Original Research ARTICLE
Characteristics of Febrile Children Admitted to the ICU Following an Unscheduled ED Revisit Within 72 h, a Case–Control Study
- 1Department of Emergency Medicine, Kaohsiung Chang Gung Memorial Hospital, Kaohsiung, Taiwan
- 2Department of Emergency Medicine, Changhua Christian Hospital, Changhua, Taiwan
- 3School of Medicine, Kaohsiung Medical University, Kaohsiung, Taiwan
- 4School of Medicine, Chung Shan Medical University, Taichung, Taiwan
- 5Department of Computer Science and Engineering, National Sun Yet-sen University, Kaohsiung, Taiwan
Objective: The purpose of this article was to demonstrate related characteristics of intensive care unit (ICU) admission after an unscheduled revisit by febrile children visiting the emergency department (ED).
Method: We performed a retrospective study in a tertiary medical center from 2010 to 2016. Patients whose chief complaint was fever and who were admitted to the ICU following a 72-h return visit to the ED were included, and we selected patients who were discharged from the same emergency department for comparison.
Results: During the study period, 54 (0.03%) patients met the inclusion criteria, and 216 patients were selected for the matched control group. Regarding clinical variables on initial ED visit, visiting during the night shift (66.7 vs. 46.8%, p = 0.010), shorter length of 1st ED stay (2.5 ± 2.63 vs. 3.5 ± 3.44 h, p = 0.017), and higher shock index (SI) (1.6 ± 0.07 vs. 1.4 ± 0.02, p = 0.008) were associated with ICU admission following a return visit. On the return ED visit, we found that clinical variables such as elevated heart rate, SI, white blood cell count, and C-reactive protein level were all associated with ICU admission. Furthermore, elevated SI and pediatric age-adjusted (SIPA) values were observed in the study group in both the initial (42.2 vs. 20.1%, OR:2.3 (1.37–4.31), p = 0.002) and return ED visits (29.7 vs. 6.9%, OR: 4.6 (2.42–8.26), p < 0.001).
Conclusion: For children who visited the emergency department with a febrile complaint, elevated SIPA values on the initial ED visit were associated with ICU admission following an unscheduled ED revisit within 72 h.
Since the 1980s, an unscheduled 72-h emergency department revisit has been considered an unsatisfactory outcome and has been widely studied (1–4). According to data from the past 10 years, the rate of return visits in pediatric emergency departments has been between 2.7 and 8.7% (5–10). About 7.1–19.7% of patients required admission after these revisits (5, 8), while 11% required ICU admission due to disease progression (8). According to previous studies, unlike other ED visitors, patients admitted to the ICU following an unscheduled return visit were associated with higher mortality and morbidity and were considered as having received a poor quality of care (11).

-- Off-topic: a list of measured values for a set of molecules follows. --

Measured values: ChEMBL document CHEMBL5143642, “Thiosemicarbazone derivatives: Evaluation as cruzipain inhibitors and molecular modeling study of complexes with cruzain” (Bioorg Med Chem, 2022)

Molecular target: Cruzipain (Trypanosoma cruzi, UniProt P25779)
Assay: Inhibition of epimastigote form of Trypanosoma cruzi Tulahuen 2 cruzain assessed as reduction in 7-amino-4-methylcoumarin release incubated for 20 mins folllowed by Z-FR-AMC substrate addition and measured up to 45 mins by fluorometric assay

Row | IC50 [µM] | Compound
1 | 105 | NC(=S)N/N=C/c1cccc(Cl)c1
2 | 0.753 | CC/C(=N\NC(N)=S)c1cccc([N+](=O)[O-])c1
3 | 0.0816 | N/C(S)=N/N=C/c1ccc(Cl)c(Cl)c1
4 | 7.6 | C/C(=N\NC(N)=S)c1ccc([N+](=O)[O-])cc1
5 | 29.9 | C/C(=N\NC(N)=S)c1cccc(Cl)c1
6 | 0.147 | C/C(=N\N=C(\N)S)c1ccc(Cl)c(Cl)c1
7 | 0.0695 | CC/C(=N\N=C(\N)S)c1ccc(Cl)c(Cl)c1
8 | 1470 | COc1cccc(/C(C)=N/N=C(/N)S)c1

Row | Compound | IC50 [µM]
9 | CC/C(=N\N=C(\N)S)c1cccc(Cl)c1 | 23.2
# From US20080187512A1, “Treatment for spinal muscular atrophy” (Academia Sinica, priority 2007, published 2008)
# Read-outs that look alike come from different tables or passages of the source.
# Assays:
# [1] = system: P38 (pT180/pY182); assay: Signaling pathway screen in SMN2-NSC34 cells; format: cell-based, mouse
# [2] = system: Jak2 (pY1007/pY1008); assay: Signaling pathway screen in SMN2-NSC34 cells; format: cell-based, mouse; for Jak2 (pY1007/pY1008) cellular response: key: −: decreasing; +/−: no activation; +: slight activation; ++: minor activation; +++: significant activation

In a recent multicenter study, fever was the most common complaint for children revisiting the emergency department (ED) within 3 days (12). Fever primarily presents as a symptom of viral infection but can also be a sign of occult bacterial infection in 1.5–2% ED patients (13). Early recognition of bacterial infections with proper treatment for hemodynamic management and the use of antimicrobials can reduce children's mortality rate (14). Furthermore, the development or continuation of a critical condition after a return ED visit may cause great frustration and disappointment to caregivers (15). Therefore, determining high-risk febrile children who may develop unexpected complications and then making appropriate decisions based on their disposition is very important. The purpose of this study was to demonstrate the characteristics of febrile children admitted to the ICU within 72 h after ED discharge.
Study Setting and Participants
This retrospective case–control study was conducted from 1 January 2010 to 31 December 2016 in the ED of a tertiary medical center in Southern Taiwan. The hospital had ~30,000 annual PED visits. This study was approved by the institutional review board of the Chang Gung Medical Foundation (IRB number: 101-4490B).